Lastly, we can’t discount the fact that some driving jobs will be lost by the introduction of LCVs. This may be fine for times when there is a driver shortage, but last time I checked there was no surfeit of truck driving jobs, unless you want to drive teams–they’re still in demand. So there might be some backlash from groups like the Teamsters and OBAC who are happy with the status quo and want to protect the jobs they have now.
However, if my company was to post a notice asking for drivers for LCV training, I might just put my name down. I enjoyed the trial I had driving a set of 53s around the Robert yard in Boucherville, Que. last year. I’m one person who enjoys operating heavy equipment and it was thrilling to watch the tail of the last trailer disappear around the previous corner as I was already negotiating another turn 125 feet ahead. Now if only the province could get it together with the rest areas…

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Harry Rudolfs has worked as a dishwasher, apprentice mechanic, editor, trucker, foreign correspondent and taxi driver. He's written hundreds of articles for North American and European journals and newspapers, including features for the Ottawa Citizen, Toronto Life and CBC radio.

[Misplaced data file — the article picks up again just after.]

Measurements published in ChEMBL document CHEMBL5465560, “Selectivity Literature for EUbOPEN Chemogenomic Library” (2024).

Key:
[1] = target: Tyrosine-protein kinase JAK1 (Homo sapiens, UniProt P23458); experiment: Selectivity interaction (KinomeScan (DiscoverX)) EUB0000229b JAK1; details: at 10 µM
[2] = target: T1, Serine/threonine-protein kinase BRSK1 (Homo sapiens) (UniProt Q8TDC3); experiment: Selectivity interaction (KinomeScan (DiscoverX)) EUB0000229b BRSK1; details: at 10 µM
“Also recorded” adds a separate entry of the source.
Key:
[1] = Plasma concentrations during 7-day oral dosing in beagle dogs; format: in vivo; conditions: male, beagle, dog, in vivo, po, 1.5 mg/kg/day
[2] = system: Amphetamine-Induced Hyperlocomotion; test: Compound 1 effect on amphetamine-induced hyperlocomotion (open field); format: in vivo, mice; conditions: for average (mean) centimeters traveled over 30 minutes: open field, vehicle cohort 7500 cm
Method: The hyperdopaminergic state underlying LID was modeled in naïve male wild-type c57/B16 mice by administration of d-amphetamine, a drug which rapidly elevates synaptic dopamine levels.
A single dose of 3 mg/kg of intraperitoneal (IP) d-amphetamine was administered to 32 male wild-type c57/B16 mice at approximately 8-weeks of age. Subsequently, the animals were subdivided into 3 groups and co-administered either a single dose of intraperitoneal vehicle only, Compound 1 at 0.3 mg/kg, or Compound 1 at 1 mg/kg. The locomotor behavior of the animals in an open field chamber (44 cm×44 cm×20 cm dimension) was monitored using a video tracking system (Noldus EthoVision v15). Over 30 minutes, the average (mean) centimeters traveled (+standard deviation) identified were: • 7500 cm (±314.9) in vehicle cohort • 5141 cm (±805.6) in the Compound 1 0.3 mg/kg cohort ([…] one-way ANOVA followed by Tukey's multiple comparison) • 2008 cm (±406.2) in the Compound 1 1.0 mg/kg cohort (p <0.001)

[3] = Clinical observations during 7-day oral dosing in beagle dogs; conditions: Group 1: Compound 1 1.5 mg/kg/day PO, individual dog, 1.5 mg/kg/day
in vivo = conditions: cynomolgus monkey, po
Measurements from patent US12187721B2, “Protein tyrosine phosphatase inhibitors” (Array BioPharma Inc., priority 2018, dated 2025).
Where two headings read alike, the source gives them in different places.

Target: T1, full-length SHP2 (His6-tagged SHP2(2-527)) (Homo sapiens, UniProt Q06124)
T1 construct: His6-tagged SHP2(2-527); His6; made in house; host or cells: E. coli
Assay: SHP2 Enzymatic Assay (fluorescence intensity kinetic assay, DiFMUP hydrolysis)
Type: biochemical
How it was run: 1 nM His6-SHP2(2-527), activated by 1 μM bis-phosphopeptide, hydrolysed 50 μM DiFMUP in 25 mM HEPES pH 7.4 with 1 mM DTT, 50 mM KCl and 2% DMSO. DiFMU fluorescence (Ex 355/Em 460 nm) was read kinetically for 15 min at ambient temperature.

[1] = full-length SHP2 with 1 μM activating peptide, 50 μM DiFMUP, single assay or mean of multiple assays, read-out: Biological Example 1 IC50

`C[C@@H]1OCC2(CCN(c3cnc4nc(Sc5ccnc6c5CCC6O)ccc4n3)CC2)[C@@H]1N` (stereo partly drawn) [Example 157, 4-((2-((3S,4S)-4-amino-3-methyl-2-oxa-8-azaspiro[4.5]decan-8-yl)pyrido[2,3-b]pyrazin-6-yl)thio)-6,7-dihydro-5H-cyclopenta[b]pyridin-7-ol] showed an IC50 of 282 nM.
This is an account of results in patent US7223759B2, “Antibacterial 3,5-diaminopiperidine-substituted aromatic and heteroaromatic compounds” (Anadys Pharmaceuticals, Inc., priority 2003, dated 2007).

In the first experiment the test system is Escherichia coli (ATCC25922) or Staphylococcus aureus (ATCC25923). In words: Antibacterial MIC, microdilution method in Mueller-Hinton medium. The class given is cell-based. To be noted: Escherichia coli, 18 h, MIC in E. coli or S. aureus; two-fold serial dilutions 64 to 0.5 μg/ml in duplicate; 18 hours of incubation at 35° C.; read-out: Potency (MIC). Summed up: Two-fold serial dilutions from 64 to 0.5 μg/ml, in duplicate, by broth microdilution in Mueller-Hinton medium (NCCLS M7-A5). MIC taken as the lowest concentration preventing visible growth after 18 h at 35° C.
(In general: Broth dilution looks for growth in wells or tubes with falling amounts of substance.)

With over 30 years experience in the trucking industry he's hauled cars, steel, lumber, chemicals, auto parts and general freight as well as B-trains. He holds an honours BA in creative writing and humanities, summa cum laude.

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  • This quick response from Emna Dhahak, Senior Bilingual Media Liaison Officer at the Ontario Ministry of Transportation, was waiting for me when I got home this morning.
    1.- Is the 400s series infrastructure equipped to handle LCVs?
    The maximum weight for LCVs will be the same as for other tractor-trailers currently operating on our highways. LCVs actually have slightly less weight per axle and less impact on roads and bridges than the two single tractor-trailers they replace.
    2.- Where will these LCVs stop? —these are different kinds of vehicles.
    LCVs may only stop at approved Rest/Emergency stop locations, Truck Inspection Stations or pre-approved Origin/Destination (O/D) locations. O/D locations must be within approximately 2 km of the freeway network and approved by MTO based on an engineering assessment of the route to ensure LCVs can be safely accommodated. Municipal consent is also required.
    3.- Will there be any special designated areas for rest and inspection?
    There will be a series of Rest/Emergency stops identified along the freeway network. Engineering analysis is currently underway to identify service centres or commercial truck stops that can accommodate LCVs. LCVs are required to report to MTO truck inspection stations on the same basis as other commercial vehicles.
    4.- In light of the service centre closures, are there any designated pullover areas/locations available now for the LCVs to check their loads?
    Where service centres are not available or suitable for LCVs, commercial truck stops are being examined as potential LCV Rest/Emergency stop locations.
    5. Do these pullovers include areas off the 401?
    There will be a series of approved LCV Rest/Emergency stop locations along Hwy 401.